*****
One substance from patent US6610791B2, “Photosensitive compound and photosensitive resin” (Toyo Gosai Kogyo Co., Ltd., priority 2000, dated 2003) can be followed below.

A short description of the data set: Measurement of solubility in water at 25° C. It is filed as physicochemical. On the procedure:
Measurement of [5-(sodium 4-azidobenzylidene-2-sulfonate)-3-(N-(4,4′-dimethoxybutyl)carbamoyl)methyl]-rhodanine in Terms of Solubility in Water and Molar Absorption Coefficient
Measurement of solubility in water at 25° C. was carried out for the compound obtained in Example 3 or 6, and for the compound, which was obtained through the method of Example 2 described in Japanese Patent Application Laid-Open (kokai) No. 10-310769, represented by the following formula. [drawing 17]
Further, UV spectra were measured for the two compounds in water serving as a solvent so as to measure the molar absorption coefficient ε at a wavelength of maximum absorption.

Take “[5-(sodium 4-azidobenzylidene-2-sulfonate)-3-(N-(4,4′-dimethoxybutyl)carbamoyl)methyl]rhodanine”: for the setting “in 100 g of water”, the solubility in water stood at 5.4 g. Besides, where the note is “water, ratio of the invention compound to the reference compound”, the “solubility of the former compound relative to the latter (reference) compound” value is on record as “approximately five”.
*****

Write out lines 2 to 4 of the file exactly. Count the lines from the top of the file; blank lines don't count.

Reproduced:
A short description of the data set: Measurement of solubility in water at 25° C. It is filed as physicochemical. On the procedure:
Measurement of [5-(sodium 4-azidobenzylidene-2-sulfonate)-3-(N-(4,4′-dimethoxybutyl)carbamoyl)methyl]-rhodanine in Terms of Solubility in Water and Molar Absorption Coefficient
Measurement of solubility in water at 25° C. was carried out for the compound obtained in Example 3 or 6, and for the compound, which was obtained through the method of Example 2 described in Japanese Patent Application Laid-Open (kokai) No. 10-310769, represented by the following formula. [drawing 17]